New Delhi: The Economic Survey for 2008-09 proved right fears that India’s populist economic policies of the recent past would widen the fiscal deficit. The survey revised up the fiscal deficit for the year ended March to 6.2% of gross domestic product, or GDP.
The fiscal deficit is the total amount borrowed in the course of the year by the government to bridge the gap between its income and expenditure. In 2007-08, India’s fiscal deficit was 2.7% of GDP.
The survey revised the deficit for 2008-09 from 6% estimated in the interim budget presented in February.
The survey proposed measures to reduce the deficit to 3% of GDP in the short run, the target originally proposed by the Fiscal Responsibility and Budgetary Management Act. The long-term proposal was more radical, calling for a zero deficit target on a cyclically adjusted basis. That means when the economy is expanding, there should be no deficit.
The survey revised the deficit for 2008-09 from 6% estimated in the interim budget presented in February. Sandeep Bhatnagar / Mint
James McCormack, head of Asia-Pacific sovereign ratings for Fitch, the credit rating agency, said a zero per cent target was “not plausible” for India, but 3% was a “reasonable target” for the medium term. “This is a realistic time limit,” said McCormack. “It won’t be possible to bring this deficit down quickly.”
Fitch reduced the outlook for India’s local currency to negative from stable at the end of 2008, on the back of concerns about the fiscal deficit.
The Economic Survey, which is a road map for future economic policy, suggested tax simplification, subsidy reform and divestment as remedies for India’s fiscal problems.
McCormack said he was pleased that the survey addressed some of Fitch’s concerns. “The subsidy issue is the most critical for us,” said McCormack, who is based in Hong Kong.
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The survey identified subsidies as a major hurdle in India’s ability to address the fiscal deficit and suggested reform of petrol, fertilizer and food subsidies.
Like many other countries, India has responded to the economic crisis and consequent slowdown in growth with fiscal stimulus packages. That’s meant more government spending. The survey did not rule out further stimulus packages if growth does not bounce back quickly, suggesting that revenue collection will be key to reducing the deficit in the medium term.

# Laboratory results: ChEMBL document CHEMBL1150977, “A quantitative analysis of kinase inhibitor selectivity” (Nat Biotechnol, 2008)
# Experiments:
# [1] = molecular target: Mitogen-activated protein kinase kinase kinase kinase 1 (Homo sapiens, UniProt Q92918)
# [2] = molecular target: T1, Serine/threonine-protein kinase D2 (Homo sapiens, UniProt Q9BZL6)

It proposed a range of revenue generating measures including revitalizing the divestment programme, which would see the government selling 5-10% stake in profit-making state-owned companies. Reports suggest this could raise as much as Rs25,000 crore. Another proposal recommended by the survey is the auction of spectrum, or airwaves, for third generation, or 3G, mobile phone services.
For long-term fiscal sustainability, the survey suggested a goods and services tax from 1 April 2010, as well as simplifying tax collections and introduction of a new income-tax code.
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India’s credit rating is currently one notch above junk status at BBB-. McCormack said even with the proposals included in the survey, the negative outlook remained. “The critical question is when growth resumes, will the government implement these measures (put forward by the economic survey) to reduce the fiscal deficit?”
McCormack said more important than the Economic Survey and the budget will be the recommendations for fiscal consolidation that will be released by the 13th Finance Commission in October.
“We don’t expect much from the budget because it is dealing with this year’s problem, which is growth,” said McCormack. “ We’re waiting for the 13th Finance Commission to deal with the medium-term issues.”
The National Institute of Public Finance and Policy, in a paper released in June, estimated the consolidated fiscal deficit, which includes that of the states and the Centre, at 8.09% of GDP for 2008-09. It termed India’s fiscal problems structural, not cyclical, which is at odds with position taken by the Economic Survey.